Sunday, 14 September 2014

Build up a sharp repertoire by IM Zoran Ilic

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Early wing attack g3-g4

By International Master Zoran Ilic
Remote Chess Academy
The trend of undertaking an early wing attack with g2–g4 started back to the beginning of 1990s. Than, the enterprising GMs Shabalov and Shirov introduced this idea in the
Semi-Slav line 1.d4 d5 2.c4 e6 3.Nc3 c3 4.e3 Nf6 5.Nf3 Nbd7 6.Qc2 Bd6 7.g4!?.
Previously Black had to meet the aggressive g2–g4 idea mainly in various Sicilian systems.
In the years that followed, the early advance of the g-pawn has become a common pattern in many openings including classics Queen’s Gambit and Philidor. With the risk to spoil the integrity of the pawn structure White plays violent g2–g4 with the aim to disturb the natural development flow of Black’s pieces. The dynamic g4 (g5) does contribute to the fight for the centre dislodging a Black knight from f6. Only by active measures can Black hope to demonstrate serious consequences of White’s aggressive idea.
Usually it means a proper reaction in the center, according the old saying that “Premature flank attack should be refuted by a thrust in the center“. But, g2–g4 is an dangerous idea and responding it correctly in practice is not easy at all. It demands full alertness and good preparation. If Black only simply follows the mentioned rule, without specific preparation, he could not hope to achieve promising positions as has been proved many times.
Two latest, very high level games, from just finished French Championship and Tromzo Olympiad, confirm convincingly this statement. The dangerous g2–g4 idea was successfully implemented versus  Bogo and Nimzo Indian, two openings which enjoy quite reliable reputation.
Bacrot,E (2720) – Sokolov,And1 (2556)
89th ch-FRA 2014 Nimes FRA (4), 20.08.2014
You can also find the games in PGN format here:LINK
 1.d4 Nf6 2.c4 e6 3.Nf3 Bb4+ 4.Bd2 c5 The so-called ViKoNi variation of Bogo Indian, named after Vitolinsh, Kortchnoi and Nikolic who were its first practitioners.
 5.Bxb4 cxb4 Black leaves his opponent a pawn majority in the centre and concentrates his play on the dark squares, the so-called dark-square strategy.
 6.Nbd2 0–0 7.e3 More common is to play the fianchetto 7.g3, but GM Bacro has another more ambitios idea in his mind…
 7…b6 8.Bd3 Bb7 9.Qc2 d6 10.g4!? 
In my youth I was learnt that you should only initiate a flank attack if the center is stable and secure. However, this rule, as well as several others firmly established chess dogmas, have been challenged in computer era.
In a number of openings, White has started pushing the g-pawn very early and with the central tension still intact. Natural continuations are 10.0-0 or 10.Ne4. In my databases I found only one game when 10.g4 was played in this kind of Bogo Indian. And it was again Bacro…
10…g6 10…h6? would just pouring gasoline onto the fire, while 10…Nxg4  was played in the first game mentioned above when Black (experienced GM) was crushed quickly after 11.Bxh7+ Kh8
Diagram212.Rg1 f5 (12…Nf6) 13.d5 exd5?(Neglecting development.
Better try was 13…Nd7! when one possible line could be 14.dxe6 Nde5 15.Nxe5 Nxe5 16.Bxf5 Qf6 17.e4 Bxe4 18.Qxe4 Qxf5) 14.Bxf5 Nh6 15.Be6 with decesive threat Ng5 15…Qf6
(15…Nd7 is now too late as after16.Ng5 Nf6 17.Ndf3 following with Nh4 and White is unable to defend the whole complex of light squared weaknesses around his king.)
16.cxd5 Na6 17.Rg6 Qe7 18.Rg3 b3 19.axb3 Nb4 20.Qe4 a5 21.Ng5 g6 22.Qxg6 Rf6 23.Nf7+ 1–0 (23) Bacrot,E (2705)-Farago,I (2472) Deizisau 2013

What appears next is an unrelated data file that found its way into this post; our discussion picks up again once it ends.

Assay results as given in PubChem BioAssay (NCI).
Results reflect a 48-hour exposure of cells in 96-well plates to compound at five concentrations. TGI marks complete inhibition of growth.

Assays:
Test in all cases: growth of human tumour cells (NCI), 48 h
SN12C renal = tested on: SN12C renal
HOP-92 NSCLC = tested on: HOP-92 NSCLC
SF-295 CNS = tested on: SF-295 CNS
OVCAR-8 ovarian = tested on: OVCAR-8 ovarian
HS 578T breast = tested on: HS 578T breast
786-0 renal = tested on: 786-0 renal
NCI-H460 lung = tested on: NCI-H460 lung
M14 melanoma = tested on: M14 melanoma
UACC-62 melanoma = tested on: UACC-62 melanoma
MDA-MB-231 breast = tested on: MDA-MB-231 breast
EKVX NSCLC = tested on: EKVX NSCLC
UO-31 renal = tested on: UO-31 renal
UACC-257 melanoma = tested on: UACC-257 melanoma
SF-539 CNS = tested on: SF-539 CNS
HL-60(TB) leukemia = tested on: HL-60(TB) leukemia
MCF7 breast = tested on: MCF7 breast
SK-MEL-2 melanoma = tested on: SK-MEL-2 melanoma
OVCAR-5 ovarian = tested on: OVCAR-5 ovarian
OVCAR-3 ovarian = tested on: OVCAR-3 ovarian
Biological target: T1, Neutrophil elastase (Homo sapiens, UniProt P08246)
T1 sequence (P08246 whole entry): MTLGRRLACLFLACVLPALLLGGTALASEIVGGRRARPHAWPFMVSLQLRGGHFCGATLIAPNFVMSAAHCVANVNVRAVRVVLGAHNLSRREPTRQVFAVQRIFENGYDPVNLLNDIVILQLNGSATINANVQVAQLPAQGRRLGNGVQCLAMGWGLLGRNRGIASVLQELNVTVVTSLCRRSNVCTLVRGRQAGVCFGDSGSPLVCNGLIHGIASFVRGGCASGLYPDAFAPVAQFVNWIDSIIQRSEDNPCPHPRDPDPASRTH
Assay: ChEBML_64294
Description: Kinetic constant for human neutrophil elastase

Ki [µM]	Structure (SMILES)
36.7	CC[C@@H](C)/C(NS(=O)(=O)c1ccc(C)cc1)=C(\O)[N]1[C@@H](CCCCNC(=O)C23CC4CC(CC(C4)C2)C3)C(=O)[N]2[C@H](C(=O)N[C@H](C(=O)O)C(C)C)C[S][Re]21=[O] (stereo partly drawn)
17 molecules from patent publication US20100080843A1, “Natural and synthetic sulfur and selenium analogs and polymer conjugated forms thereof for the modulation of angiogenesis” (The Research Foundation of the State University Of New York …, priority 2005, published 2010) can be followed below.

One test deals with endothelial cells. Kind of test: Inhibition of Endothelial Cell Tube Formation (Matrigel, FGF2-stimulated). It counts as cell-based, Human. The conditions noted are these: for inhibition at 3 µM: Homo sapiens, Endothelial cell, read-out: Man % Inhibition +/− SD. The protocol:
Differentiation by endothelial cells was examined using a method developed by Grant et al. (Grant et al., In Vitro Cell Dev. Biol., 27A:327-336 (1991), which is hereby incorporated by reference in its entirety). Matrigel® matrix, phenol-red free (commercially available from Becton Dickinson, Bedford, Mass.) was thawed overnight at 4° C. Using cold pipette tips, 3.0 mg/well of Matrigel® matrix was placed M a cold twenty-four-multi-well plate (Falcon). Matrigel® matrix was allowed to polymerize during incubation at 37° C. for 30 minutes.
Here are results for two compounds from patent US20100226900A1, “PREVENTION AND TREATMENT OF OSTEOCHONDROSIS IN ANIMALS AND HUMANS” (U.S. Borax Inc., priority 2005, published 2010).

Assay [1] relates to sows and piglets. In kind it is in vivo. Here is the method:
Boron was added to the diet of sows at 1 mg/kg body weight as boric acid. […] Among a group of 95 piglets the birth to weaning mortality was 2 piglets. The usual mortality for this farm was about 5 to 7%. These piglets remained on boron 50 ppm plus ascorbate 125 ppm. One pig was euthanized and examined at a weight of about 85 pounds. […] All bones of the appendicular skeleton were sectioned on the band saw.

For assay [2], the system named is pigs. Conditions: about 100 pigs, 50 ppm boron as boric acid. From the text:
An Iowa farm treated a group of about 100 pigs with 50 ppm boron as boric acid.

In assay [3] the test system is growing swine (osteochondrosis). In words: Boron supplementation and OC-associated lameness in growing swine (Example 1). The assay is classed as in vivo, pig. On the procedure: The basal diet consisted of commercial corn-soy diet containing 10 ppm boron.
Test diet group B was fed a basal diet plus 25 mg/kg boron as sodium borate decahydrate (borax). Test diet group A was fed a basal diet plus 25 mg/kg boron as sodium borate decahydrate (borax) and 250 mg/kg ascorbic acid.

11.h4 Consistently played. For sure, it’s not at all the the kind of position you hope and like to meet when playing a solid opening like the Bogo Indian. Instead of having complicated strategical battle to create a stronghold for a knight on c5 (the main feature of the line), Black is challenged to response a direct king side attack.
 11…Nxg4 There is no better option than to accept the sacrificed pawn. Comparing the position with the previous example, the interpolated moves …g7–g6 (closing the b1–h7 diagonal) and h2–h4 seems to be in Black’s favour.
12.h5 Following the basic idea. It is an imperative to open h-file.
12…f5! Being a pawn up Black wants to create a kind of stonewall that protects his king. He achieved his main  defensive task – to close the b1–h7 diagonal.  It seems that he has fair defensive chances.
13.hxg6 hxg6 14.Ke2 Obviously White has to involve another rook to support his attack. But, since the f2 pawn is hanging, in case of 14…0–0–0, White’s King has to stay in the centre. Will it be the target for potential counter play?
14…Qf6 Computer suggests the following defensive set-up: 14…Nd7 15.Rh3 Rf7 16.Rah1 Nf8 with a complex game. Black chooses another plan – instead of giving defensive role to his knight he developed it on c6 aiming to strengthen pressure on White’s center and support its opening. In spite, that his choice have a drawbacks of closing his light squared bishop and provoking a possible d4–d5 I regard both plans to be acceptable.
15.Rh4 Nc6 16.Rah1 From now on, both sides have to evaluate the possible transformation of the position in case of trading two rooks for the queen after Rh8+. Of course, White don’t need to hurry with that trading, but it is a potential asset which could be used in an appropriate moment.
So far, both sides completed their development.
17.Qa4! Obviously, White is not able to strengthen his direct king side attack. Moreover, as Black concentrated his forces towards his king, he has to cope with Black’s idea of opening central lines.
White can’t wait and in order to confuse Black’s plan he found right idea – to switch his activities across the weakened queen side. His chance is to create an additional weakness in Black’s camp there.
White is combining play on two wings (the direct threat is 18.d5). An instructive example for two principles:  PLAYING ON TWO WINGS and narrow related TWO WEAKNESSES PRINCIPLE. It sounds illogical, but to win on the King side, White must play on the Queen side. When most of the action is taking place on one part of the board, it’s easy to forget that the rest of the board exists. REMEMBER: The whole board is a battlefield!
17…Re7 In case of  17…a6 an interesting line is 18.a3 bxa3 19.Qxa3 e5 20.Qb3 Rf7(20…e4 21.c5+ Rf7 22.Rh8+ and White wins21.Rh8+ Qxh8 22.Rxh8+ Kxh8 23.Ng5 Rd7 24.d5 Ne7 25.Qxb6 with almost decisive advantage for White